Though practicing the “art of delay” can help your productivity (like waiting to respond to emails at specific times during the day), when an important and urgent project comes calling, even active procrastination needs to be put on the back burner. But, if you find that you’re cringing at the thought of getting your important tasks done, why not use that delayed time to your benefit? Instead of choosing to focus on trivial things, use that time to think through how you’re feeling, to figure out why you may be feeling stuck. Perhaps you don’t have enough information to get started or are not sure how to begin? Is it possible that you’re putting on your perfectionist hat and waiting for the theoretical right moment? Maybe you really do want to focus on something else that’s of more interest to you.
No matter what the reasons are, if you can figure them out, you’ll be in a better position to start looking for ways to turn things around. You can use that time to come up with a plan.
Work for a short block of time
By simply working for a few minutes at a time, you can chip away at those important, deadline-driven tasks until they’re completed. You might also find that you’re likely to keep working once you get started. But, if your motivation to get things done seems to be underfoot for an extended period of time …
If you tend to put off working on a specific task, it could be because you don’t value it very much or you just don’t like doing it. This can be an opportunity to call in reinforcements and help can come in a variety of forms. Perhaps you just need to call a friend who can give you a much needed nudge. Or, maybe there’s a colleague who can handle a portion of the project (the part that has you stuck) so you can focus on the rest of it.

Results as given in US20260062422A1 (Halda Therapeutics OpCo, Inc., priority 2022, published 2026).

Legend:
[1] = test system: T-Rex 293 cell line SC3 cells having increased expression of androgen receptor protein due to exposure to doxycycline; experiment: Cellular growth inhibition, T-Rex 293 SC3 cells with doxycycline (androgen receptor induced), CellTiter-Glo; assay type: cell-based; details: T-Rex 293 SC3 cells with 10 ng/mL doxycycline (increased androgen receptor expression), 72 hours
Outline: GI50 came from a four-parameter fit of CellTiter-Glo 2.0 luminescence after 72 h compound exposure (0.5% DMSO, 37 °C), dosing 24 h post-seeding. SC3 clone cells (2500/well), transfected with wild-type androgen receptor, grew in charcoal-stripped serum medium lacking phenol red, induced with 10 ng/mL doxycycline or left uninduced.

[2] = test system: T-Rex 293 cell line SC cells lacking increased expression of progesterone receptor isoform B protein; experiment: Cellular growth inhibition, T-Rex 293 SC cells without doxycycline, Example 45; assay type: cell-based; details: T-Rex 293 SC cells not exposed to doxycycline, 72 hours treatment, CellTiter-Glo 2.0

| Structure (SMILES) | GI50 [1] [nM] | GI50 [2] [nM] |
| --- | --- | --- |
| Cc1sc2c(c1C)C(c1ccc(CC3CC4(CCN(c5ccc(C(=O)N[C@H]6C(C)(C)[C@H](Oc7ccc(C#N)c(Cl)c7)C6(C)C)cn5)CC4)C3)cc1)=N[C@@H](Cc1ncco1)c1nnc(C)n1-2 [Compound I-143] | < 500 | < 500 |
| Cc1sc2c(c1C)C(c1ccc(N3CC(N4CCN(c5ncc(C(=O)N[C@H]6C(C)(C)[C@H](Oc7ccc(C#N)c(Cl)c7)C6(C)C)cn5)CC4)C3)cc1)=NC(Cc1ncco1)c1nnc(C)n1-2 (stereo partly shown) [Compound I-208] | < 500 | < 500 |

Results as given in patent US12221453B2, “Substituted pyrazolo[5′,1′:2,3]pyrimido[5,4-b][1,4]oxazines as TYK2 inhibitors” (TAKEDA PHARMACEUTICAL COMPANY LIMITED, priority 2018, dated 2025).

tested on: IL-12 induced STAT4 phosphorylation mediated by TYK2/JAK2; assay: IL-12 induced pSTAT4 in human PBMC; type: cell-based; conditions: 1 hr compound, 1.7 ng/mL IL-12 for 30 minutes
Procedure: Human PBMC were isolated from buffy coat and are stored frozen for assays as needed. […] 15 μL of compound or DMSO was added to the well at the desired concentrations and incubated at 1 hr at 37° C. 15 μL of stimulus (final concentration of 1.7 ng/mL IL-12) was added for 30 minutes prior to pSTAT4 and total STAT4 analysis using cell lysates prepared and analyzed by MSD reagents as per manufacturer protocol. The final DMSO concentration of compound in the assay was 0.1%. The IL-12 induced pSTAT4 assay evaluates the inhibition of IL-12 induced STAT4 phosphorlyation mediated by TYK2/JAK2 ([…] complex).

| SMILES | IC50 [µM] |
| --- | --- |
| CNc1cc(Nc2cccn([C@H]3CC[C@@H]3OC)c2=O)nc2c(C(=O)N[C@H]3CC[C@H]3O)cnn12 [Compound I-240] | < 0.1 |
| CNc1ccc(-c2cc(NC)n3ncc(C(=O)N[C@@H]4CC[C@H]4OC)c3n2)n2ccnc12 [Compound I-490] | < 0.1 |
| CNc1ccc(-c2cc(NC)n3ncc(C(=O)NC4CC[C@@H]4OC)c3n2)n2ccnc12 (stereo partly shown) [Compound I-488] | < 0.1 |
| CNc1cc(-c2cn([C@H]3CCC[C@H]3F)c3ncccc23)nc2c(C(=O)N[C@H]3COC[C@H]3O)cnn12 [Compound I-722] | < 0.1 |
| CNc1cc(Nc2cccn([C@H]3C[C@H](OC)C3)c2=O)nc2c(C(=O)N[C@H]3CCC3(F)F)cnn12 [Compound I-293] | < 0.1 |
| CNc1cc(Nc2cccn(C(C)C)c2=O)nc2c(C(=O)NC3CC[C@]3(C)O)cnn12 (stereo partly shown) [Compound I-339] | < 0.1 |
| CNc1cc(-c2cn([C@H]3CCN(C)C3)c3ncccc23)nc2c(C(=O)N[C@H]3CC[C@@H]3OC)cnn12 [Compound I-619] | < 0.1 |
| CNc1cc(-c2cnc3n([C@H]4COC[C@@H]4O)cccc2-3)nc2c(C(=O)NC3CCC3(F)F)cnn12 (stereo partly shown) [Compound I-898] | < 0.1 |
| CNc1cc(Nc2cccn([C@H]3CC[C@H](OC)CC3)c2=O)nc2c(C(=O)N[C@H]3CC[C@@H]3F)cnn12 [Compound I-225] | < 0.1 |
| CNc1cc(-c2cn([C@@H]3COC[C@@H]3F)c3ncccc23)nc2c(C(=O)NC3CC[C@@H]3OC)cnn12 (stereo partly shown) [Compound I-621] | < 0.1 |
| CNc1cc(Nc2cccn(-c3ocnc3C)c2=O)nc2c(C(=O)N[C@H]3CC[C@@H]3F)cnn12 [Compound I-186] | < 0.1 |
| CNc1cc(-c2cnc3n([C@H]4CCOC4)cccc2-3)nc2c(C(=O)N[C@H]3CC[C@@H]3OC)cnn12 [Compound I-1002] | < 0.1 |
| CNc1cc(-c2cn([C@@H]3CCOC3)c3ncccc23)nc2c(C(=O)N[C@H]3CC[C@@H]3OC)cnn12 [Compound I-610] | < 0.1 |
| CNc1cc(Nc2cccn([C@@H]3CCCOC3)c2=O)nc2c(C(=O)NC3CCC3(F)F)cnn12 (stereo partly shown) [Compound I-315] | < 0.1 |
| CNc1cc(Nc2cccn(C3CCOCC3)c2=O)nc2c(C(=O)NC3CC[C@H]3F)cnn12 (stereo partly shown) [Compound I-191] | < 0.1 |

Using a pro vs con list can probably help, too. Thinking about all the aspects of waiting until the last minute can give you a different perspective. What are the super cool things about delaying the project? What are the evil consequences? Seeing the good vs evil reasons in black and white just might be the motivation you need to get going (and so can a change of environment).
Rethink your priorities
If you notice that you’re continually putting off things that you need to do on a recurring basis, you may want think about whether or not the projects you accept (or are assigned) are the right fit for your skills and interests. It’s not realistic to think that you can only work on things that you like or are passionate about, but if you find that you’re consistently having negative feelings about particular activities and, as a result, delay working on them, it’s time to identify tasks that interest you even nominally. Where possible, make some adjustments. This may require additional planning and involve others depending on the nature of the tasks (personal vs work).